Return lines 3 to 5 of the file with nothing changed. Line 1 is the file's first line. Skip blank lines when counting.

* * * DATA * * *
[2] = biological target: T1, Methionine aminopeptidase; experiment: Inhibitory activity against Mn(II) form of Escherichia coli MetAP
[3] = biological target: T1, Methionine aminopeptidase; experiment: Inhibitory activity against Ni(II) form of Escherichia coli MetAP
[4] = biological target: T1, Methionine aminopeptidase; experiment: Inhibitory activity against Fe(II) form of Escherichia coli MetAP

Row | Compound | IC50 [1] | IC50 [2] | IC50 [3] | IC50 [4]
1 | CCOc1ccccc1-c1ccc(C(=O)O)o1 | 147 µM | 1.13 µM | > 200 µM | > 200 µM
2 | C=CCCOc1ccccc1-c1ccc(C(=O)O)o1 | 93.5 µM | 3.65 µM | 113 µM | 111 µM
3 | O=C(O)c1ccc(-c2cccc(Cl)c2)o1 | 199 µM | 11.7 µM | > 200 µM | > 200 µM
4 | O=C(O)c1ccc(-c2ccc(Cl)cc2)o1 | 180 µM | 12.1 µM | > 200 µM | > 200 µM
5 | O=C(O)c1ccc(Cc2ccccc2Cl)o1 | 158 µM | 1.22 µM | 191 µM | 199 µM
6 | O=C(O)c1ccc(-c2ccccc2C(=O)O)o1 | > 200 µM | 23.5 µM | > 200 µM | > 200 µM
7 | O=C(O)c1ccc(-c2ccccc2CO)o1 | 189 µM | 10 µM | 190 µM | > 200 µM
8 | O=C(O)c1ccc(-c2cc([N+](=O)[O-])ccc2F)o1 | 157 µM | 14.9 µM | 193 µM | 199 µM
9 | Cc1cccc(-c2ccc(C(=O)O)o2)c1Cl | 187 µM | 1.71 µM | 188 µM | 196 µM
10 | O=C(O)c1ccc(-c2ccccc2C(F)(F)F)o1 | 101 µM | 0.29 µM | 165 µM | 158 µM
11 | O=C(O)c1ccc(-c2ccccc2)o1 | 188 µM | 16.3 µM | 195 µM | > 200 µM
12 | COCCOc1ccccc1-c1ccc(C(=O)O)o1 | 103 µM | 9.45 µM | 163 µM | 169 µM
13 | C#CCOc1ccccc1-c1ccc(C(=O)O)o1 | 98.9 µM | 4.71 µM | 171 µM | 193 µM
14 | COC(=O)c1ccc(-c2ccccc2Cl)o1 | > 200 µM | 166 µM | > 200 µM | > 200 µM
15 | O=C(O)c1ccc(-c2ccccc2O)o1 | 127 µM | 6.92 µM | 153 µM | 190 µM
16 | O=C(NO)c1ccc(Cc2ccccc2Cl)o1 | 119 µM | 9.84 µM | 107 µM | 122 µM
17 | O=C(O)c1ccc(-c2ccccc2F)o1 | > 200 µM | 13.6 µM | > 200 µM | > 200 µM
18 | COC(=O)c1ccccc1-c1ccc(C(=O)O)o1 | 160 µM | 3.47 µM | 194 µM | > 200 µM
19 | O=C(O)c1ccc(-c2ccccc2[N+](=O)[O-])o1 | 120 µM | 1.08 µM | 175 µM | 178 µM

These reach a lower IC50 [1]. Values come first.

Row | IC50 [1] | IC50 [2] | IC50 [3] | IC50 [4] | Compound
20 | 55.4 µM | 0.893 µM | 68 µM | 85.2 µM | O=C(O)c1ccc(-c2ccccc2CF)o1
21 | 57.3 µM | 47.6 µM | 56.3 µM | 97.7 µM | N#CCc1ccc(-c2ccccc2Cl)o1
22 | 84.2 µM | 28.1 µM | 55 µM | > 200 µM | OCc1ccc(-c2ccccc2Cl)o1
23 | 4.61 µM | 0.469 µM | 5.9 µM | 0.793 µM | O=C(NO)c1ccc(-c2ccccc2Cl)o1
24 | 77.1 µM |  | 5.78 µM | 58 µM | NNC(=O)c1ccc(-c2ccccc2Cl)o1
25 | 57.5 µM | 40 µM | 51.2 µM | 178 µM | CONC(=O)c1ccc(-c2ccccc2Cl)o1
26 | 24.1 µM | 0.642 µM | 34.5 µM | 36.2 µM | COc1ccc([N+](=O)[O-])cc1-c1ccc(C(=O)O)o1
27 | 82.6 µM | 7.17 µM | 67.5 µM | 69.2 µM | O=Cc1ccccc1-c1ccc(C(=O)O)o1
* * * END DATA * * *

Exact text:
[4] = biological target: T1, Methionine aminopeptidase; experiment: Inhibitory activity against Fe(II) form of Escherichia coli MetAP

Row | Compound | IC50 [1] | IC50 [2] | IC50 [3] | IC50 [4]
1 | CCOc1ccccc1-c1ccc(C(=O)O)o1 | 147 µM | 1.13 µM | > 200 µM | > 200 µM